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Kent 30: Best Of Kent Northern 1982-2012, CD (£11.50)
This CD is a look at the Kent label’s Northern Soul history, heritage and future. There’s more to Kent than just Northern Soul, but that’s how we started in 1982 when Mary Love’s ‘You Turned My Bitter Into Sweet’ kicked off the “For Dancers Only” vinyl album. We covered the ballad side recently on “Deep Shadows: The Best Of Kent Ballads” CDKEND 342.
The “For Dancers Only” LP gets a nod with Gene & Gary’s duet of Danny Monday’s ‘Baby Without You’, here on CD for the first time. There is a host of exclusives, several not issued in any format before: Alexander Patton’s ‘True Love (Is In The Heart)’ will open traditional Northern fans’ eyes and ears the most, being from the same session and of a similar feel to his classic ‘A Lil Lovin’ Sometimes’, and Marva Holiday’s ‘Rising Higher’ is a fabulous Sherlie Matthews’ song that will be admired by progressive Northern fans.
Modern soul has been a part of the Kent landscape since 1984’s “Moving On Up” album. We celebrate that branch of our music with Darrow Fletcher’s ‘No Limit’ and the Paramount Four’s anthemic ‘Sorry Ain’t The Word’, both debuting on CD. 70s soul fans may well buy the CD for these two alone.
Our forthcoming Pied Piper spring range is launched with the original alternate take of Lorraine Chandler’s 60s Detroit opus ‘You Only Live Twice’; the song that gave birth to Yvonne Baker’s ‘You Didn’t Say A Word’. From the same stable comes the Pied Piper Players (aka Motown’s Funk Brothers) on ‘Ooh It Hurts Me’, a massive 60s newie of recent years as a stunning, unheard instrumental.
Representing the Dave Hamilton chapter are O.C. Tolbert and Little Ann’s rare soul classics, both presented in mixes different from our previous releases. Ben E King with ‘Gettin’ To Me’ heads our legendary discoveries section. Melba Moore, Chuck Jackson and Maxine Brown’s unissued recordings that re-floated the grounded SS Northern Soul in the 80s are here, as are the Magicians, whose vocal to ‘Double Cookin’’ shook up the Northern nation.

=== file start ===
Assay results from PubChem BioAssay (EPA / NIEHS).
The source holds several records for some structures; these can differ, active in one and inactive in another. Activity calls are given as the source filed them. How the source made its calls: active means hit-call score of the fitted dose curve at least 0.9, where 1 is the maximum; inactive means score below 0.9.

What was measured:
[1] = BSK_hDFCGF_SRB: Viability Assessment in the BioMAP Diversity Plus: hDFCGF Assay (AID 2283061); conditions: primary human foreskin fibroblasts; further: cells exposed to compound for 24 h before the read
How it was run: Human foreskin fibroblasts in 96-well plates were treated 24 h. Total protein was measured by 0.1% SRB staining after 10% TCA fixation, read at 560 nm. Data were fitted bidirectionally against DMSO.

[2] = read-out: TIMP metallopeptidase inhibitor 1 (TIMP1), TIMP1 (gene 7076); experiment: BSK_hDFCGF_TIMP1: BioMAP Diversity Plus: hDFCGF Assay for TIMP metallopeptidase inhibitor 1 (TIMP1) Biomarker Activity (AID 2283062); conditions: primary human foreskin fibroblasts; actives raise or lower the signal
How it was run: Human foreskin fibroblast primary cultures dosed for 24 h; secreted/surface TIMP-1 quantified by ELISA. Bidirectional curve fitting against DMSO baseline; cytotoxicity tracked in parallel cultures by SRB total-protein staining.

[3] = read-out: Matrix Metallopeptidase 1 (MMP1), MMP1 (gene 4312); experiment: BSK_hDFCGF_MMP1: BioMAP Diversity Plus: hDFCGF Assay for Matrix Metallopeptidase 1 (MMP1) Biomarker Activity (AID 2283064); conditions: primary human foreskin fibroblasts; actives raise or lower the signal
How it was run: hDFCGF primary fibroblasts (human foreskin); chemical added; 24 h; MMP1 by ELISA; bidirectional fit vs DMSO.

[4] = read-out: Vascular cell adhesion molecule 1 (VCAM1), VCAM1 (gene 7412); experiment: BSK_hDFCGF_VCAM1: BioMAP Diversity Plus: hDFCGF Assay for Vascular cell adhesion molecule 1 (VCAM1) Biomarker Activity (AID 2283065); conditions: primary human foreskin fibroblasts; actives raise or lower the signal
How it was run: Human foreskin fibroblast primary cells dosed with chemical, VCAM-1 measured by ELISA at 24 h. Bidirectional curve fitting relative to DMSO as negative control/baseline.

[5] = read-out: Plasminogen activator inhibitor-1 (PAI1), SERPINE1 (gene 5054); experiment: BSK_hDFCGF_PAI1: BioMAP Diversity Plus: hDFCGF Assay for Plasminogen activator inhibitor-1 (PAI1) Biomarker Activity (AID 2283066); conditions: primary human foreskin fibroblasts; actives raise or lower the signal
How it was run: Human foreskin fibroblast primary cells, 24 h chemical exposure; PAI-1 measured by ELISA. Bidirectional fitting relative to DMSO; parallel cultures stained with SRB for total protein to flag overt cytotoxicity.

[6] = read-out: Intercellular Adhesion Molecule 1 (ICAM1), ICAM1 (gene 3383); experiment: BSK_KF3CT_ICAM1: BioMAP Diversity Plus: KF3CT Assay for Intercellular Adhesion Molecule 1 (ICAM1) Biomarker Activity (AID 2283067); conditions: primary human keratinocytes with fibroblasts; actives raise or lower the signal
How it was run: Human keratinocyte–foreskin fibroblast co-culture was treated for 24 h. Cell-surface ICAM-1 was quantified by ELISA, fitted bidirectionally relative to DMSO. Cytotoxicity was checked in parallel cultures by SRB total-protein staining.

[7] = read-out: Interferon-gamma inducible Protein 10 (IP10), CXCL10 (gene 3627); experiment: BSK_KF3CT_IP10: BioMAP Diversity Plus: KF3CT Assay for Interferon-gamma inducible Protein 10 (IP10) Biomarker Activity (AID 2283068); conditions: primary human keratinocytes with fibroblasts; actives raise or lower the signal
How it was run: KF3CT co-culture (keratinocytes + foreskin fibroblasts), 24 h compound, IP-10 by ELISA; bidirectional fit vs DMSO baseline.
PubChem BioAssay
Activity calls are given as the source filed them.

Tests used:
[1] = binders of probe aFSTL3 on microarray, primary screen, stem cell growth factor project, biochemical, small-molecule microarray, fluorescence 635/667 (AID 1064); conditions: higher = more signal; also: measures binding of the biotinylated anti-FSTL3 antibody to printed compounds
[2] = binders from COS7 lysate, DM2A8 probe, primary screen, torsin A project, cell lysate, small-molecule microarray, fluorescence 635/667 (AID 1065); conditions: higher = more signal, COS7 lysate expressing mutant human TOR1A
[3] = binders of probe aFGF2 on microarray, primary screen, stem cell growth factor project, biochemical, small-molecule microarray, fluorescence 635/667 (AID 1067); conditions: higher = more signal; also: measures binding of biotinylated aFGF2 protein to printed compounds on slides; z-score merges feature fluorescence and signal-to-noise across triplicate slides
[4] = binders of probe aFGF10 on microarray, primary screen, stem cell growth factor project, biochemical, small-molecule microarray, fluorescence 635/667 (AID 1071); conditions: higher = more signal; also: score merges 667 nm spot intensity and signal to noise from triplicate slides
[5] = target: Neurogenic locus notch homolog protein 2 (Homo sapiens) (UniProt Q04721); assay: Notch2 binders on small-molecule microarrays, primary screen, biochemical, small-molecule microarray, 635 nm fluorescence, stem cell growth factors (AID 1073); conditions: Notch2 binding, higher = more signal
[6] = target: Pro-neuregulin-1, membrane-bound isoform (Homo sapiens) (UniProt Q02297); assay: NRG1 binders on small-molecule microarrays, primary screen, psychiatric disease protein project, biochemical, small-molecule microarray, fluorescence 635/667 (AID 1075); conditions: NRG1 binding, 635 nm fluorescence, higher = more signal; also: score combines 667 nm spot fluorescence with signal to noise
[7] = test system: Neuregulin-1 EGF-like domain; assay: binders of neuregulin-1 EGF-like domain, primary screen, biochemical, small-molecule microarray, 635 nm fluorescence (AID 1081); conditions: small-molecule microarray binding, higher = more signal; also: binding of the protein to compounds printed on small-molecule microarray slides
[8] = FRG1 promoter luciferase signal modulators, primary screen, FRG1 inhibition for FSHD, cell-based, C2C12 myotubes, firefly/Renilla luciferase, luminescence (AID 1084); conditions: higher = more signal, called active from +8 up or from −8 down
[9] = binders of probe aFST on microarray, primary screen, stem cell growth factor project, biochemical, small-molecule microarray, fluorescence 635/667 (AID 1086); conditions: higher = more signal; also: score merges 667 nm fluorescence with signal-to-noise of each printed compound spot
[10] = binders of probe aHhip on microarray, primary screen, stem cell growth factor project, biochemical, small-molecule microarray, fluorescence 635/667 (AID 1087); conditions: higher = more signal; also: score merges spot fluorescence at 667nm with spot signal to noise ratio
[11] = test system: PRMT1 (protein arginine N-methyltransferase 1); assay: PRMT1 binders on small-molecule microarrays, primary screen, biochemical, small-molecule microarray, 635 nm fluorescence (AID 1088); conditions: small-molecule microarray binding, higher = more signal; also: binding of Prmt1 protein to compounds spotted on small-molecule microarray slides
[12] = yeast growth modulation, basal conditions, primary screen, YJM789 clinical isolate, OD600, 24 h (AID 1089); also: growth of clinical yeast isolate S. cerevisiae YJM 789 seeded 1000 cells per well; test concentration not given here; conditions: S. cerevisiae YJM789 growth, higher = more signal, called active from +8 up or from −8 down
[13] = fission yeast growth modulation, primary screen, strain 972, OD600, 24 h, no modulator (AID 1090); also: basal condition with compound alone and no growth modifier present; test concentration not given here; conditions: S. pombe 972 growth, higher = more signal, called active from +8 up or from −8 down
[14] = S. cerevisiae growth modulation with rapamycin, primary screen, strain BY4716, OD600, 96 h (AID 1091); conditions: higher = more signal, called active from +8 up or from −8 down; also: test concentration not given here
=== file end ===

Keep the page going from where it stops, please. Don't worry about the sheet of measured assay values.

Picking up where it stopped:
There are vinyl-finding tales of two of the biggest big beat ballads of them all and a story concerning picking up a handful of sleeveless singles in a producer’s house and seeing an undocumented Wand label for Walter Wilson’s 60s stomper which had been assumed to exist as tape only. Luther Ingram supplies the mother of all R&B/Northern crossover numbers, while Bobby Wisdom preens over his potential price tag of £4000; if you can find one.
There are classy crowd-pleasers from Toni & the Showmen, Sugar & the Spices, the Fiestas and the Sweethearts that have been marooned on Kent label stories, neglected by all but the pure in heart.
Advances in technology mean that the audio is vastly improved on tracks we first released 10 or 15 years ago. On some titles we were able to access superior quality multi-track masters and in Melba Moore’s case we even found an alternative vocal take. It is the first time the 45 mix of Johnny Maestro’s dramatic ‘I’m Stepping Out Of The Picture’ has been reissued. The quality of Chuck Jackson’s ‘Millionaire’ in particular is awesome, while the Magicians now has a potentially life-threatening dynamic.
The booklet contains 9,000 words of wisdom, re-telling the Kent Northern saga for long-term inmates or explaining where it all came form for the more recent converts. That’s 30 stunning soul sounds; one for each glorious year. It is not only a celebration but a revelation too; we hope you enjoy the hyperbole.
By Ady Croasdell